Monoclonal cells grown under identical conditions display strikingly heterogeneous behavior. Some of this heterogeneity may be caused by the inherent probablistic nature of biochemical reactions inside cells. The majority of cell-to-cell variability, particularly in complex cellular activities and phenotypic states, is however not random, but forms quasi-deterministic patterns that are regulated. 

The reason for this is that cells do not operate in isolation, but create heterogeneous social contexts, to which they adapt their phenotypic behaviour . This is true for single-cell organisms as well as for cells from multicellular organisms. The effect of this type of cell-to-cell variability on shaping the phenotypic spectrum of single cells has major consequences for how we study cellular processes and interpret molecular mechanisms and activities in single cells . It also shows that basic social properties of mammalian cells can be studied in in vitro experimental systems using cells grown in culture.

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Explaining and using regulated cell-to-cell variability. This example explains how cell-to-cell variability in infection probability by a simple virus (SV40) in a population of tissue culture cells occurs. a. Histogram of single-cell SV40 infection probabilities (P(infected); x-axis), as measured in 2.6 million individual HeLa cells. Neither median nor mean probabilities (indicated by dashed lines) are a good representative of the measured single-cell probabilities. the coefficient of variation (CoV), a common dimensionless noise measure calculated by dividing the mean by the standard deviation, is 0.78 for the probability of infection. b. The observed cell-to-cell variability can be largely explained by a single predictor, in this case cell size (nucleus area). Importantly, in this example, SV40 does not induce an increase in cell size. the local average probability of infection (y-axis, blue line and circles) is plotted against nucleus area (x-axis). Note that the y-axis in this graph is the x-axis of the graph in a and that the infection probability distribution of a is plotted as a function of nucleus area (cell size). Dark and light grey regions indicate, respectively, the ×0.5 and ×1 local standard deviations of infection probabilities. A fitted Hill function (red line, adjusted to different minima and maxima) reveals a Hill coefficient of >1, which indicates strong switch-like behaviour of SV40 infection probability in HeLa cells as a function of cell size. the average remaining CoV is 0.31. c. When considering more predictors, the noise can be further reduced. the same single-cell SV40 probabilities of infection are now plotted as a function of both nucleus area and local cell density. the average CoV is further reduced to 0.21. the colour corresponds to the probability of infection. d. Bayesian network structure inference performed on single-cell data reveals part of the underlying molecular network that determines the regulated cell-to-cell variability observed in SV40 infection, including glycosphingolipid monosialotetrahexosylganglioside (GM1) levels at the plasma membrane and activated focal adhesion kinase (FAK). the displayed circuitry contains a coherent feedforward loop, which displays synergy to cancel out intrinsic noise while amplifying regulated cell-to-cell variability.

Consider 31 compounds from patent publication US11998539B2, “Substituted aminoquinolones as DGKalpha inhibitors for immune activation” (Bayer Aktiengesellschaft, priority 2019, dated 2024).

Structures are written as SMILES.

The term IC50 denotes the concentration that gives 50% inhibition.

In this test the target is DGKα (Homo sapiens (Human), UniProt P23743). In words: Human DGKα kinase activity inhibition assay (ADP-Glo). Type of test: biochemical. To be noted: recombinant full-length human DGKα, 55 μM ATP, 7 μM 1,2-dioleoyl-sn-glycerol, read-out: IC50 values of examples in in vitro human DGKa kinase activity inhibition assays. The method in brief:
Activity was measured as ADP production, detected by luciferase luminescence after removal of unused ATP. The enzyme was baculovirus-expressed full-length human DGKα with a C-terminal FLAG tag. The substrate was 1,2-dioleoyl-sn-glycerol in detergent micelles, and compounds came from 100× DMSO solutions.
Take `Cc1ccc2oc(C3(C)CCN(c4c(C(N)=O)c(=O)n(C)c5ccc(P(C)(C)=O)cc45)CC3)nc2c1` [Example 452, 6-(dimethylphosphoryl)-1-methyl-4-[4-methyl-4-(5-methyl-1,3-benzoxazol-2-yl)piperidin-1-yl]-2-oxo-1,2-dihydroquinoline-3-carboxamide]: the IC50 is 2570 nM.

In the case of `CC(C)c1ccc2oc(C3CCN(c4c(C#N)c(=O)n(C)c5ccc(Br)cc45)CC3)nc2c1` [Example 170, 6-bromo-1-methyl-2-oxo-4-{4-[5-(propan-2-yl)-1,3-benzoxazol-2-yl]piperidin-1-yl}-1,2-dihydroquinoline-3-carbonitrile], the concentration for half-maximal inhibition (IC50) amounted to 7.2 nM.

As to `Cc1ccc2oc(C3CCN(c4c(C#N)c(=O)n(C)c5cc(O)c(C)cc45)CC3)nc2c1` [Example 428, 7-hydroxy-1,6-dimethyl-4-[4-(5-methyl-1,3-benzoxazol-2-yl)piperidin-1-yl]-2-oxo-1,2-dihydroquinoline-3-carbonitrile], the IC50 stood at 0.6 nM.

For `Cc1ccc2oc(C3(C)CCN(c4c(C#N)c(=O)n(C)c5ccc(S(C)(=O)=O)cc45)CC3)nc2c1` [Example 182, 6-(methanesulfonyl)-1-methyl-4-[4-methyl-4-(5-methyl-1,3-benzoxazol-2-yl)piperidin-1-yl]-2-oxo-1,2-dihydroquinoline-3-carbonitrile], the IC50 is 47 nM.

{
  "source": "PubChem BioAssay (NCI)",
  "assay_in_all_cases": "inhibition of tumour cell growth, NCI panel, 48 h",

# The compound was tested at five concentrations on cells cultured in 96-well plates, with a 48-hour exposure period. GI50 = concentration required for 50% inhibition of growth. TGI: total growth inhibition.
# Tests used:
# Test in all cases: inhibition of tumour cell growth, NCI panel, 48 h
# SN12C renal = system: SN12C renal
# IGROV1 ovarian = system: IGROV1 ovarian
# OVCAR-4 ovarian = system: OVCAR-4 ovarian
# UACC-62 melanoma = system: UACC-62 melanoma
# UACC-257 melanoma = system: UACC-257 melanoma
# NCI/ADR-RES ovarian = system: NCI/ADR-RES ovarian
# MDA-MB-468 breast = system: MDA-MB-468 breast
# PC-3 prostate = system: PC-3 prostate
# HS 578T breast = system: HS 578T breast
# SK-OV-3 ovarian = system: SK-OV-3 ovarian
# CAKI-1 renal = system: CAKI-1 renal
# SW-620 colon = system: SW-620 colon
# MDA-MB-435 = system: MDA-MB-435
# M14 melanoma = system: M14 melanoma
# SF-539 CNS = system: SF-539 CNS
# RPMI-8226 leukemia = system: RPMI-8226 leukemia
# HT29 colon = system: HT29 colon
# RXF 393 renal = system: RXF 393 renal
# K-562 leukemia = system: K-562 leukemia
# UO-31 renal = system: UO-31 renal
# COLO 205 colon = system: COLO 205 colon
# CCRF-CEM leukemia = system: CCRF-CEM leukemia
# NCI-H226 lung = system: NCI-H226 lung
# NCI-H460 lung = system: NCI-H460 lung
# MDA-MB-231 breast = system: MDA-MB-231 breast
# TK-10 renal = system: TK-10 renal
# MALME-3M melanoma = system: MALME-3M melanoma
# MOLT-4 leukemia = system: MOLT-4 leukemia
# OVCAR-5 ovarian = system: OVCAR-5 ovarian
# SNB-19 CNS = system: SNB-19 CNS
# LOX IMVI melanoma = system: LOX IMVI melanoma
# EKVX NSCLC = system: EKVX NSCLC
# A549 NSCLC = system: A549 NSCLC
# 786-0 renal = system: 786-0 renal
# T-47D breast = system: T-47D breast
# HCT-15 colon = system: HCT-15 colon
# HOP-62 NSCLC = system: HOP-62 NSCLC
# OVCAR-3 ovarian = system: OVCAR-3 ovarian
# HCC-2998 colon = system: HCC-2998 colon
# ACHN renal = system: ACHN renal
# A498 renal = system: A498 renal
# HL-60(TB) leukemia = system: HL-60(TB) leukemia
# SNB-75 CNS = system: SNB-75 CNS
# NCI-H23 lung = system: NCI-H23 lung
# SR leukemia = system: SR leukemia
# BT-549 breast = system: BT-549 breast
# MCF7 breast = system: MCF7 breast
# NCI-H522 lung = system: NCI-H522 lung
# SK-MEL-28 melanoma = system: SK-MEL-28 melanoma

Current questions:

  • What are the molecular mechanisms by which single cells adapt their membrane lipid composition, the internalization, recycling and degradation of membranes, and their signalling capacity to their social context ?
  • Do multivariate measurements of the social context of single cells allow predictive quantitative modelling of single-cell activities over time?
  • Does a generalizable principle exist in how a phenotypic spectrum of single cells emerges from social behaviour?
  • Can we create a bottom-up phenomenological modelling framework that predicts and simulates cell-to-cell variability of cell growth, position in the cell cycle, and cell shape, as well as the feedbacks between these properties?
  • Can such models be used to obtain quantitative insights in how the spectrum of cell-to-cell variability in transcription, molecular activities, and phenotypic states emerges during growth of a cell population and to predict these during perturbations?

 

Current lab members involved:

Prisca Liberali

Mathieu Frechin

Gabriele Gut

 

Some relevant publications from the lab: